Subprime auto pipeline includes debut ABS issuer
New subprime auto securitization activity this week includes a debut issuer, plus rising levels of risk in one of the dominant lenders in the space.
According to Kroll Bond Rating Agency, First Help Financial of Newton, Mass., is sponsoring its first-ever $143.24 million rated term asset-backed transaction backed by indirect, “second-look” new- and used-auto loans to consumers with limited or blemished credit history.
The pool of loans collateralizing the deal total $150 million, with an average balance of $17,814 per account. The WA coupon is 17.9% on original terms averaging 59 months. The loans are well-seasoned at 11 months, and have primarily financed vehicles through franchise dealerships (77.72% of the pool).
The loans are also mostly secured by new vehicles (77%), with a loan-to-value ratio of 101.88%.
Kroll has issued a preliminary AA rating to the $108 million Class A tranche benefiting from 30% credit enhancement; an A rating to the $22.5 million Class B tranche; and a BBB to the $12.75 million Class C notes.
Kroll has an estimated cumulative net loss range of 7.8%-9.8%.
Also this week, General Motors Finance is sponsoring its second asset-backed deal involving subprime vehicle loans through its AmeriCredit ABS shelf.
The $1.1 billion AmeriCredit Automobile Receivables (AMCAR) Trust 2020-2 transaction has similar collateral features to recent AMCAR deals, such as a weighted average FICO of 591, the WA APR of 11.88% and a high percentage of extended term loans between 61-72 months (77.44%).
However, ratings agencies are projecting higher net losses compared to its previous deal this year due to recent worsening trends in 2019 vintage AMCAR deal performance, plus the first-time addition of loans with up to eight-year (84 month) loan terms into the collateral of an AmeriCredit securitization.
There is also the likely surge in delinquencies and contract extensions across the subprime auto lending sector, as more troubled borrowers emerge who are affected by the COVID-19 economic fallout.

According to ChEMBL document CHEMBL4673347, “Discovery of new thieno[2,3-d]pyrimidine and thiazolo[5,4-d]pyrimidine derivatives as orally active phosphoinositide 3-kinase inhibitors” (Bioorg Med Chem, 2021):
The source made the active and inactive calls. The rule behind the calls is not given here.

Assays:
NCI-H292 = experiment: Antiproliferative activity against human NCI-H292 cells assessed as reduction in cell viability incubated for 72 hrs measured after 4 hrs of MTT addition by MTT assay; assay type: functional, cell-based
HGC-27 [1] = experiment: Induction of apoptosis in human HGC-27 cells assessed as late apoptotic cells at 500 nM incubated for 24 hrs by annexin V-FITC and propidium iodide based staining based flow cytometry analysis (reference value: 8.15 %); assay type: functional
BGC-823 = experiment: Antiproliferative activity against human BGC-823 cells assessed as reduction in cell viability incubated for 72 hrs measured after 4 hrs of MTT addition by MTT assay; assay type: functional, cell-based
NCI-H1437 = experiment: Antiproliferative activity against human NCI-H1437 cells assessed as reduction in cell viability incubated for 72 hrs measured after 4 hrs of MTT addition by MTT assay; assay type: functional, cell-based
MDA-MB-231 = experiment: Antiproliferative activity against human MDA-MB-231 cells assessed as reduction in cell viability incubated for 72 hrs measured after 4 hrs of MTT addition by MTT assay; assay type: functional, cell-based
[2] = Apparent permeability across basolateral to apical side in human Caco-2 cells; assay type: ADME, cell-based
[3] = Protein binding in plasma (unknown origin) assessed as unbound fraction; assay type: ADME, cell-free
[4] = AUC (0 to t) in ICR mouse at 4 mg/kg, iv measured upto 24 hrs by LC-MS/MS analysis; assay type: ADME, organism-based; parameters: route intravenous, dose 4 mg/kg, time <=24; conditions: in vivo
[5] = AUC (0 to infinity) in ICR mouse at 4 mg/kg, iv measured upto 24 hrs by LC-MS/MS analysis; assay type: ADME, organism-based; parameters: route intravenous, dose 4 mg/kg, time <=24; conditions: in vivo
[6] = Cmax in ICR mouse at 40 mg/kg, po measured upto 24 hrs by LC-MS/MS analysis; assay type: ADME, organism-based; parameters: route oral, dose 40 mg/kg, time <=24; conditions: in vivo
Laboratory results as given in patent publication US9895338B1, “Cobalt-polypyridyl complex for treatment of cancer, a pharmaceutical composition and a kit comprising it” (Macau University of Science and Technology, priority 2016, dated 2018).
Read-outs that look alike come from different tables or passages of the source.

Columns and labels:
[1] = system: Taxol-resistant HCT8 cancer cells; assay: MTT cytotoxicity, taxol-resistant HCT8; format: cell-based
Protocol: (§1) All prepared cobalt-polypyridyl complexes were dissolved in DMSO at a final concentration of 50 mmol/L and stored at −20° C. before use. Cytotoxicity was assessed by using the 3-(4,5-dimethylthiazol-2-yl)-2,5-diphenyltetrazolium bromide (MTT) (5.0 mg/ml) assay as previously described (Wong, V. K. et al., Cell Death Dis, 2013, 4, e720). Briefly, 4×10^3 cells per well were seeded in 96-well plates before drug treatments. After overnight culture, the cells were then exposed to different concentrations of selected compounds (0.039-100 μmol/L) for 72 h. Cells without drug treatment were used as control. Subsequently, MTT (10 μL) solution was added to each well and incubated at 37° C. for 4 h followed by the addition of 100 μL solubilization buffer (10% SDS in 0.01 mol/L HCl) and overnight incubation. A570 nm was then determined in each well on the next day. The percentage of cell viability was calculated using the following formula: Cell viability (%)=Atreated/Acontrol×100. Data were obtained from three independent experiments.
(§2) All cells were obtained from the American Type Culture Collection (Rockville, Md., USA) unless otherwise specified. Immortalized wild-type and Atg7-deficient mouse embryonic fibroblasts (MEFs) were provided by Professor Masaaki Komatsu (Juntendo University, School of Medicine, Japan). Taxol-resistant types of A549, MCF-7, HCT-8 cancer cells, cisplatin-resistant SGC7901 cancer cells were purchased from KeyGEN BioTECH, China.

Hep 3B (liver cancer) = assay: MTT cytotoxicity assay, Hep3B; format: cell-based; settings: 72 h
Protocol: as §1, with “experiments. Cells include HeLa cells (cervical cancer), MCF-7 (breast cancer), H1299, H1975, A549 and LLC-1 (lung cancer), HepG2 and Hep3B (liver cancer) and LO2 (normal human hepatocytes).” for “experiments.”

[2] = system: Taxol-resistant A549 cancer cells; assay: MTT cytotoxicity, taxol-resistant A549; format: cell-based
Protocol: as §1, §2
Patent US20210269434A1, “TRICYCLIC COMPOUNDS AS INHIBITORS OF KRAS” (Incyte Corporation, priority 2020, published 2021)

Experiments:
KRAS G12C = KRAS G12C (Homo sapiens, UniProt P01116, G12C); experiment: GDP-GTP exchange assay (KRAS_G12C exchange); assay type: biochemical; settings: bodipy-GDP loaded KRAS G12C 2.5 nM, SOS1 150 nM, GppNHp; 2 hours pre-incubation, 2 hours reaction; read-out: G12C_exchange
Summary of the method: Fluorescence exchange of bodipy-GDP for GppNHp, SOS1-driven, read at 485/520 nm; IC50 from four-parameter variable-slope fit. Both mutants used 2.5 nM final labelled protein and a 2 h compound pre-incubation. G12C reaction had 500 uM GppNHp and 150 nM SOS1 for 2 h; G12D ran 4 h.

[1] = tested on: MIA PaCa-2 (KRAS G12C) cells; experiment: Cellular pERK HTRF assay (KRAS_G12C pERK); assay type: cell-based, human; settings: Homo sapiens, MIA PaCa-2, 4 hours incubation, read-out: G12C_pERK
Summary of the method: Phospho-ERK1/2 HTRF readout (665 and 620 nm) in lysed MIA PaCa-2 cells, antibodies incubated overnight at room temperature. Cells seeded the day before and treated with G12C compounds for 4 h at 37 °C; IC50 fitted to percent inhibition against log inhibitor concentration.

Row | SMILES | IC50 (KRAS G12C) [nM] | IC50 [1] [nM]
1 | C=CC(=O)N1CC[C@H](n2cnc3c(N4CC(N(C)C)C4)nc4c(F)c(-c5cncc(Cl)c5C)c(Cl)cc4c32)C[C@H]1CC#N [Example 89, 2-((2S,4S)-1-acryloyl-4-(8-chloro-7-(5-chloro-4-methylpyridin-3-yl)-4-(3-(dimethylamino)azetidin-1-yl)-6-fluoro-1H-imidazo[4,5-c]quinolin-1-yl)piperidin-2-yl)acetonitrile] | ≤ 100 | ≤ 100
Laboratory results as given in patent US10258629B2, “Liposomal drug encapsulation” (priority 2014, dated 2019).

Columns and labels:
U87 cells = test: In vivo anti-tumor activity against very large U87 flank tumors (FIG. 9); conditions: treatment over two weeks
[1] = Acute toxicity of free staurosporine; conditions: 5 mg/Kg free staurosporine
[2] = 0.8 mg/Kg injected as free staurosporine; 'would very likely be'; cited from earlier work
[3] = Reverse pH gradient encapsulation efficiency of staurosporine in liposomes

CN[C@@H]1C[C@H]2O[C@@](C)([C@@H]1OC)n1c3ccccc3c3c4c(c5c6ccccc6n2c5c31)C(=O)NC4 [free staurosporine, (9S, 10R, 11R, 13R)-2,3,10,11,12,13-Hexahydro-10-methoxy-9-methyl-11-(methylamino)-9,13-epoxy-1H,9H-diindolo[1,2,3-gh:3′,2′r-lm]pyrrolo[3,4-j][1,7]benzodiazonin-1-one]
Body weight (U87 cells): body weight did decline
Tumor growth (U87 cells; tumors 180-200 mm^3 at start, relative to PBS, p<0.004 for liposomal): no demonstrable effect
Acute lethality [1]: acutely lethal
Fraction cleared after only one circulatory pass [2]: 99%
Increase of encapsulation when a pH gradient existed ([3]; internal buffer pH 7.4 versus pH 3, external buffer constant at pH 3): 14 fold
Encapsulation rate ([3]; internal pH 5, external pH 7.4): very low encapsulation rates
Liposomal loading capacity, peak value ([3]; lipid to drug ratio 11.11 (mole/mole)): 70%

S&P Global Ratings has expected losses of 12%-12.5%, compared to 10% (Moody’s Investors Service) and 11% (a base-case loss proxy for Fitch Ratings) had for AmeriCredit’s prior deal in May.
Fitch has raised its forward-looking CNL proxy to 11.25% for the 2020-2 deal.
The new deal features two Class A term note tranches with preliminary AAA ratings from Fitch and S&P: the two-year maturity Class A-2 notes will total $390 million, and split between fixed- and floating-rate tranches, while the Class A-3 notes due December 2024 are sized at $183.2 million.
Those tranches, plus a Class A-1 money-market series of notes totaling $180 million, benefit from 34.35% credit enhancement. The Class A-1 notes feature preliminary short-term F1+ (Fitch) and A-1+ (S&P) ratings.
Santander Consumer USA is sponsoring its second ABS transaction of subprime loans this year, as well. Santander Drive Auto Receivables Trust (SDART) 2020-2 is a $1.34 billion deal (with a potential upsizing to $1.68 billion), also carrying early triple-A senior-note ratings – this time from Fitch and Moody’s.
Moody’s expected CNL on the deal is 18%, unchanged from the prior SDART deal issued in May, to account for the economic disruption and “likely” deterioration in pool performance associated with the coronavirus pandemic.